Tesla is somewhat of an outlier on net zero targets, it is the only one of the Mag 7 that does not have a clear deadline in place and is only gradually starting to disclose its carbon footprint. Supply chain emissions are a major stumbling block for the EV manufacturer. While its Scope 1 emissions account for only 2 MMTCo2e, its supply chain emissions are estimated to account for at least 30 MMTCo2e.

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Shift to renewable energy

To mitigate their impact, tech companies are increasingly switching towards renewables. Take for instance, NVIDIA – the company that has dominated headlines in recent times.

In the 2023 financial year, NVIDIA purchased 249,429 MWh of non-renewable energy. The remaining 44% of NVIDIA’s energy consumption was supplied from renewable energy sources. By 2025, the company is aiming to get that number up to 100%. Currently, a third of its data centres run on renewable electricity.

“Data centres are already about 1-2% of global electricity consumption and that consumption is expected to continue to grow. This continued growth is not sustainable, neither for operating budgets nor for our planet” says Jensen Huang, the company’s chief executive.

For companies such as Alphabet, which runs 200 data centres in 60 countries, Mr. Huang’s concerns seem both real and consequential.

Powering their operations with renewable electricity is a focal point in transition planning at other Mag7 members too. Amazon, Microsoft and Meta all market themselves as one of the world’s largest purchasers of renewable electricity.

“We are the largest corporate buyer of renewable energy in the world for the third year in a row" says Kara Hurst, VP, worldwide sustainability at Amazon in the company’s latest sustainability report.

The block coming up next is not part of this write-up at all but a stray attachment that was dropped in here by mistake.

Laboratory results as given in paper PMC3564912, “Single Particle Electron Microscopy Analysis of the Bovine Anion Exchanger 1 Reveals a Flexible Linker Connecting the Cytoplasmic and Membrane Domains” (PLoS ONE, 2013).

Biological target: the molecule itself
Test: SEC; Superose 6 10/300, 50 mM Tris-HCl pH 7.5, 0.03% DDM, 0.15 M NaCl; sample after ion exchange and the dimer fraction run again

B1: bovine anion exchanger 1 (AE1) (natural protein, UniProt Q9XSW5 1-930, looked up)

In addition to electricity to power them, data centres use large amounts of water for cooling.

“Within our global footprint, our data centres generate the highest percentage of our energy use, water use and GHG emissions” says Rachel Peterson VP, data centre strategy at Meta.

Over 70% of Meta’s water use is attributable to its data centres:

Is the dominance of the magnificent seven bad news for your carbon footprint?
Meta’s water use (cubic meters). Source: Meta

For Tesla too, efficient water use is part of the company’s identity. Its lower per-unit water use is what sets it apart from competitors using internal combustion engines.

Mag7 Investment Inc.

A few of the Mag7 are also investors in their own right. They have direct and sizeable investment exposure to the world of climate solutions and climate technology.

In 2020, Microsoft launched the climate innovation fund, with the goal of investing $1bn in climate technology. Since its inception the fund has invested early-stage capital in companies working on sustainable aviation fuels, direct air capture and energy efficient construction technology.

In 2019, Amazon set up a dedicated fund for venture capital financing for climate technology soon after. The “Climate Pledge Fund” has an initial funding of $2 bn. So far it has invested in well-known companies such as Rivian - the electric vehicle manufacturer, ZeroAvia - the sustainable aviation company and Moxion Power – a battery technology company providing clean energy to film production companies including Amazon.

More recently, Apple joined the ranks through its “Restore Fund” which invests in “nature-based carbon removal projects”. In April 2023, the company pledged another $200m to the fund.

Limits of growth

Overall, the Mag 7 appear to perform relatively better on net zero targets compared to some of their large cap peers, a reason which might explain why they feature prominently in climate-tilted indices. These will continue to be resource-intensive businesses. But so far, they have faced almost no investor pressure. 

Last year, just three of the seven firms faced climate-related shareholder resolutions at their AGM's. None of the proposals dealt with operational emissions reduction and all were rejected by the boards. 

So far, their transition strategy has focused on powering data centres with renewable energy and financing climate solutions. As institutional portfolios embrace the financial attractiveness of the Mag 7, the effectiveness of the latter's emission reduction plans might increasingly come under scrutiny".